Rust v. Sullivan, 500 U.S. 173 (1991), (commonly referred to as the "gag rule") was a ruling made by the United States Supreme Court to outlaw government funded family-planning services from discussing, referring, or advising a patient on abortion. This ruling was made after the Department of Health and Human Services issued regulations (1988) barring federally-funded services from engaging in conversation about abortion services or information with their patients.

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  • Rust v. Sullivan, 500 U.S. 173 (1991), (commonly referred to as the "gag rule") was a ruling made by the United States Supreme Court to outlaw government funded family-planning services from discussing, referring, or advising a patient on abortion. This ruling was made after the Department of Health and Human Services issued regulations (1988) barring federally-funded services from engaging in conversation about abortion services or information with their patients. Many physicians and clinics challenged the decision, arguing that it violated physician's first amendment rights and women's right to an abortion (Roe V. Wade). The controversy was sent to the United States Supreme Court where a five-four verdict maintained the original regulation, arguing that it was within bounds for the government to "fund one activity to the exclusion of another." (en)
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  • Irving Rust, et al., Petitioners v. Linus W. Sullivan, Secretary of Health and Human Services; New York, et al., Petitioners v. Linus W. Sullivan, Secretary of Health and Human Services (en)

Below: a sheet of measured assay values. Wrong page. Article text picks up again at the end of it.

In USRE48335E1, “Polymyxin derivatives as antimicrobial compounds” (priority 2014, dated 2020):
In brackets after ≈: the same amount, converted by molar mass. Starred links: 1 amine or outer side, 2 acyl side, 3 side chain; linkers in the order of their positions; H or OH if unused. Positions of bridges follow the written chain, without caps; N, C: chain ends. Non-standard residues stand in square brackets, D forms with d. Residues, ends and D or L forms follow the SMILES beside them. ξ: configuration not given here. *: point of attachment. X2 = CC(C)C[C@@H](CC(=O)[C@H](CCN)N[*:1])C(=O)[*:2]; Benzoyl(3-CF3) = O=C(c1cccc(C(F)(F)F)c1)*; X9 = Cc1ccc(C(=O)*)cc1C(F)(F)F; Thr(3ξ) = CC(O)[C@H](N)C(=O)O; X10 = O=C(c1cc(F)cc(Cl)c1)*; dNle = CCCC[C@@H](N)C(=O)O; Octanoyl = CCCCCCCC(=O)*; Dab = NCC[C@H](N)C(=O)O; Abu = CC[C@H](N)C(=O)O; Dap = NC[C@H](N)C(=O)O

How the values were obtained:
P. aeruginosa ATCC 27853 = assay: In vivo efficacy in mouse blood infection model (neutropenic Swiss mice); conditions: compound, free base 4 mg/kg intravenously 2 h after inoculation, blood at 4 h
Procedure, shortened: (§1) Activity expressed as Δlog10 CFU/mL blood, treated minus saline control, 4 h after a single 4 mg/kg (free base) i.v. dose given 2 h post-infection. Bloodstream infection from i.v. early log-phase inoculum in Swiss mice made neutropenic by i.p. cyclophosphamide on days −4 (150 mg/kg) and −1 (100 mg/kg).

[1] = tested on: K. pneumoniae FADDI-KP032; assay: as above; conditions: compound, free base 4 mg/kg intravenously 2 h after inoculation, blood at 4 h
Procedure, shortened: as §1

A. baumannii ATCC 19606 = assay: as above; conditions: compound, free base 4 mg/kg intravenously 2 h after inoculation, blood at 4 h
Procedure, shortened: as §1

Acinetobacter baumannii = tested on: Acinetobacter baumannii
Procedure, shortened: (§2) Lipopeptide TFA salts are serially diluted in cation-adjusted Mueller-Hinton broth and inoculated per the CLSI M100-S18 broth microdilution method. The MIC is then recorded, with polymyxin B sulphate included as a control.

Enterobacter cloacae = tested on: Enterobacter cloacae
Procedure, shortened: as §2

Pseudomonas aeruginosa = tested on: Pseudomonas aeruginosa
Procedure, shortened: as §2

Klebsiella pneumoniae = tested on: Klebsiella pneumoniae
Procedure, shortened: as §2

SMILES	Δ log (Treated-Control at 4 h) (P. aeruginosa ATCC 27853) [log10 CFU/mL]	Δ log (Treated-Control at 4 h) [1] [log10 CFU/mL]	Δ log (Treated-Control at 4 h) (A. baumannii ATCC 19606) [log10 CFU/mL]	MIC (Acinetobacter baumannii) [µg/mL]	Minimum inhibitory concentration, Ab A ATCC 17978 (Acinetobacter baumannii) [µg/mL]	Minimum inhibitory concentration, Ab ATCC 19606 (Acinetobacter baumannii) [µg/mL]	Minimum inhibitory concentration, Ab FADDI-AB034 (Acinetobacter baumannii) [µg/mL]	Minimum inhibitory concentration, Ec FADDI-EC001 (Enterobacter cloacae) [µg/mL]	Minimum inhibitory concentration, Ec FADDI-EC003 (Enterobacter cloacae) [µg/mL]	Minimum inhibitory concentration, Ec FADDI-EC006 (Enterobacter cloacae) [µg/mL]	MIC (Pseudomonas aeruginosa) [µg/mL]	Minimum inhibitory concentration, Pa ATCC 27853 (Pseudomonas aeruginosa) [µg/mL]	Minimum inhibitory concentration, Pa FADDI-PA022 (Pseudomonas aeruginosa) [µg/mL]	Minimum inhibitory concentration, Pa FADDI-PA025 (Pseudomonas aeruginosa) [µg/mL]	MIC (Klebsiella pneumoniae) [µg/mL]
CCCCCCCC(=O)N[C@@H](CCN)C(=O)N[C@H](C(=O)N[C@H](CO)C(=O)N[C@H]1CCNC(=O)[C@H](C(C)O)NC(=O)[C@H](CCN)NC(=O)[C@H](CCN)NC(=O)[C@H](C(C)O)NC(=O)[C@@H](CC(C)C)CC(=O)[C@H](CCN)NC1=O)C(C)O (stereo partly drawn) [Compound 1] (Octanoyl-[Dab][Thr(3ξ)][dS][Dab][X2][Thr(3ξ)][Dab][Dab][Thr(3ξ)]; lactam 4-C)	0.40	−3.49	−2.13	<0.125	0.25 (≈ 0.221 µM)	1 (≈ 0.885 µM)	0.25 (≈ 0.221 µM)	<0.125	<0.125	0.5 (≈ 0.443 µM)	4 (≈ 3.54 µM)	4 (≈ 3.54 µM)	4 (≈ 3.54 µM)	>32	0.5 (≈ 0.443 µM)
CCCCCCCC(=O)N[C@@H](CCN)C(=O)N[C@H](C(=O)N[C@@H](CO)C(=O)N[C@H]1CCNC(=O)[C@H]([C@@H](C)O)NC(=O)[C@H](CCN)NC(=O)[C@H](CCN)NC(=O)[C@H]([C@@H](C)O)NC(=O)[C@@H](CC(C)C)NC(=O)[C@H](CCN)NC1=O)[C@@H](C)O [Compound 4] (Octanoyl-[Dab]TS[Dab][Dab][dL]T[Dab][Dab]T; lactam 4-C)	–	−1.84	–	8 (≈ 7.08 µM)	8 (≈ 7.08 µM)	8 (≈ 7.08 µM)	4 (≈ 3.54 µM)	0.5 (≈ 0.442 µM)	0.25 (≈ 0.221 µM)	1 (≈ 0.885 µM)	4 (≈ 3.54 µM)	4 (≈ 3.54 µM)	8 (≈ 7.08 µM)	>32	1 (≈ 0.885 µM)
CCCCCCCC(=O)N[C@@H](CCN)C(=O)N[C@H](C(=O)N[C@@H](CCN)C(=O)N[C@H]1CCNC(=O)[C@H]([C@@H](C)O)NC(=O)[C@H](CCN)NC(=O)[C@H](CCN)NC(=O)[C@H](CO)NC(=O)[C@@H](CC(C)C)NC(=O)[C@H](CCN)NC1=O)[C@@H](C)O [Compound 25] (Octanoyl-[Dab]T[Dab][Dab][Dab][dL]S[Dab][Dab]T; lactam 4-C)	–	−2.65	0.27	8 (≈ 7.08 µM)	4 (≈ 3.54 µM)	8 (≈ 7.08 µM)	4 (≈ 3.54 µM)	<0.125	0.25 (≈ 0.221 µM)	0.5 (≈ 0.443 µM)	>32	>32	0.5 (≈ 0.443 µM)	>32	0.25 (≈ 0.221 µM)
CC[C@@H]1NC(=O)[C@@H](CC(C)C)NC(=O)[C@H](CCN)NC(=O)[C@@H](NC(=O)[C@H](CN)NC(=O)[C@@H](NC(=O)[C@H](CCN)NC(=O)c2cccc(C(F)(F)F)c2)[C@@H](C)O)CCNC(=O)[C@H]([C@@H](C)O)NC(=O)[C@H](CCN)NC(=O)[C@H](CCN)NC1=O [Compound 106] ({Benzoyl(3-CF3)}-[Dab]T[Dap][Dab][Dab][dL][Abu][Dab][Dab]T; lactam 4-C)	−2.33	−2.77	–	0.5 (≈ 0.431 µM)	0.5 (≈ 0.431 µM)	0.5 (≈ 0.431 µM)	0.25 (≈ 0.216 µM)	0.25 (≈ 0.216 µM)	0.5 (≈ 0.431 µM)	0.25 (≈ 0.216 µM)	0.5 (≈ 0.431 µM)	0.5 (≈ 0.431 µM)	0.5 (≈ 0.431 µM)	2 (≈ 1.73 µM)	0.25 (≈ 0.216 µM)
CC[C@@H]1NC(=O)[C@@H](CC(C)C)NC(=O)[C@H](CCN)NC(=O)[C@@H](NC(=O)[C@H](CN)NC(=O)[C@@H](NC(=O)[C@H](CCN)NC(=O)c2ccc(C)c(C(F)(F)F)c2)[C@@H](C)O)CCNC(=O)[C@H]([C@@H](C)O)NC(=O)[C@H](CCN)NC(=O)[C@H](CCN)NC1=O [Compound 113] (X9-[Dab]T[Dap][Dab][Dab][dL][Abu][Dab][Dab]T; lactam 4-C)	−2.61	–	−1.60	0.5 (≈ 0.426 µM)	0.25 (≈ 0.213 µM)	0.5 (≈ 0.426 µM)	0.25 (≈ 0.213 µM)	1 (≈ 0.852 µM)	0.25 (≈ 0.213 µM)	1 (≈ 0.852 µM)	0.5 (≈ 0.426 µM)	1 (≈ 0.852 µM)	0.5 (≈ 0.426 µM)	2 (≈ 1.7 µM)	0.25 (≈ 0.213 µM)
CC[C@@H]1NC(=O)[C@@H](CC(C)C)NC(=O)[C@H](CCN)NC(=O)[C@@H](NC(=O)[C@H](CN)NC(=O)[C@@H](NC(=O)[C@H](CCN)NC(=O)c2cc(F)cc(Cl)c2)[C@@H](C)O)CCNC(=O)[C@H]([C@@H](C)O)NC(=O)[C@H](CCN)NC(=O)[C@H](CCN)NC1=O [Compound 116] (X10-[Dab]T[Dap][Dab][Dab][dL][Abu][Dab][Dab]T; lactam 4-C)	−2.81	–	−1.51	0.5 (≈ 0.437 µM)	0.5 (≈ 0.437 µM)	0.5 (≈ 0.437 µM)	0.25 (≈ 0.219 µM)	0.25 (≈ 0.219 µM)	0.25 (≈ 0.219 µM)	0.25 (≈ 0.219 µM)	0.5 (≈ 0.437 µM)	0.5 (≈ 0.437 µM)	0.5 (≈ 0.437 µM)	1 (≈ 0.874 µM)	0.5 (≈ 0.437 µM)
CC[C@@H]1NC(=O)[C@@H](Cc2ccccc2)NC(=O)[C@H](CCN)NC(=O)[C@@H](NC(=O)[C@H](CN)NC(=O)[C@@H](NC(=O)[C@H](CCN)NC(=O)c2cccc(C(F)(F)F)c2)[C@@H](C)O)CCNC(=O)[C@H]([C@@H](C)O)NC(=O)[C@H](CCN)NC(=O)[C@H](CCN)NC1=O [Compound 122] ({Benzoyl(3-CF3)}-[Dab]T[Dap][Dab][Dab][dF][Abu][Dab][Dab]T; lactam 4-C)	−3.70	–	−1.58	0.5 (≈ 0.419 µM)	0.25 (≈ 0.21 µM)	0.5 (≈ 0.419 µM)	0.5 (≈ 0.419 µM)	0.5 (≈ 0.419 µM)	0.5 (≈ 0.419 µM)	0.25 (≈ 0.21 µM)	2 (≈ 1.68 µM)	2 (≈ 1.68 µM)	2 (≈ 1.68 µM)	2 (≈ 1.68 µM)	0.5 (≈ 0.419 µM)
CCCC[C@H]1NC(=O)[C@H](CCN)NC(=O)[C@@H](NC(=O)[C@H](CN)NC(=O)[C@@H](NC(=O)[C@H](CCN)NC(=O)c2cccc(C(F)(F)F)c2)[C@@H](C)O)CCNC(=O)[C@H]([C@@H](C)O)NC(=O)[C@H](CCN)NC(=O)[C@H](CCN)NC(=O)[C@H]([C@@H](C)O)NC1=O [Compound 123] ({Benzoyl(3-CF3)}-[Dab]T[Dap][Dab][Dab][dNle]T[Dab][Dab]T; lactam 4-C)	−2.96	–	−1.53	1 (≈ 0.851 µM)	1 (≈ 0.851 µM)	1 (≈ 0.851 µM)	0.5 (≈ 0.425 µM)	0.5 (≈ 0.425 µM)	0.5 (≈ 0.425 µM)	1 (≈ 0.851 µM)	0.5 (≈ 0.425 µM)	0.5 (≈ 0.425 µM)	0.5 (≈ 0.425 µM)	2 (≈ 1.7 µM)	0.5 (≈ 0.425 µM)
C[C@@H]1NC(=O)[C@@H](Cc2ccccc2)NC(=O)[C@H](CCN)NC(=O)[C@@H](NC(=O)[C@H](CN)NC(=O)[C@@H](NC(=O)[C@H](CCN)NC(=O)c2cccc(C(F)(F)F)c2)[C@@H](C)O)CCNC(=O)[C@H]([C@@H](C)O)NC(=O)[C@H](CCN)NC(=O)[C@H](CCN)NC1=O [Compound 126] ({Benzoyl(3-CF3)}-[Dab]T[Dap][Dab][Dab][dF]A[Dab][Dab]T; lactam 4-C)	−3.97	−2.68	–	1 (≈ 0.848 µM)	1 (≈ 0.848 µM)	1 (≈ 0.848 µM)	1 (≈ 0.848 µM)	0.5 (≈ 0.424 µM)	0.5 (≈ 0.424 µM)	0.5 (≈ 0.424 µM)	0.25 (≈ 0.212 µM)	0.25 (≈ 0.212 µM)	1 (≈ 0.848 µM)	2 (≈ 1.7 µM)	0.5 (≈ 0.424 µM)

• Irving Rust, et al., Petitioners v. Louis W. Sullivan, Secretary of Health and Human Services; New York, et al., Petitioners v. Louis W. Sullivan, Secretary of Health and Human Services (en)
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  • Health and Human Services regulations prohibiting recipients of government funds from advocating, counseling, or referring patients for abortion were a permissible construction of Title X of the Act, nor did they violate the First or Fifth Amendments. (en)
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  • Rust v. Sullivan, 500 U.S. 173 (1991), (commonly referred to as the "gag rule") was a ruling made by the United States Supreme Court to outlaw government funded family-planning services from discussing, referring, or advising a patient on abortion. This ruling was made after the Department of Health and Human Services issued regulations (1988) barring federally-funded services from engaging in conversation about abortion services or information with their patients. (en)
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  • Irving Rust, et al., Petitioners v. Louis W. Sullivan, Secretary of Health and Human Services; New York, et al., Petitioners v. Louis W. Sullivan, Secretary of Health and Human Services (en)
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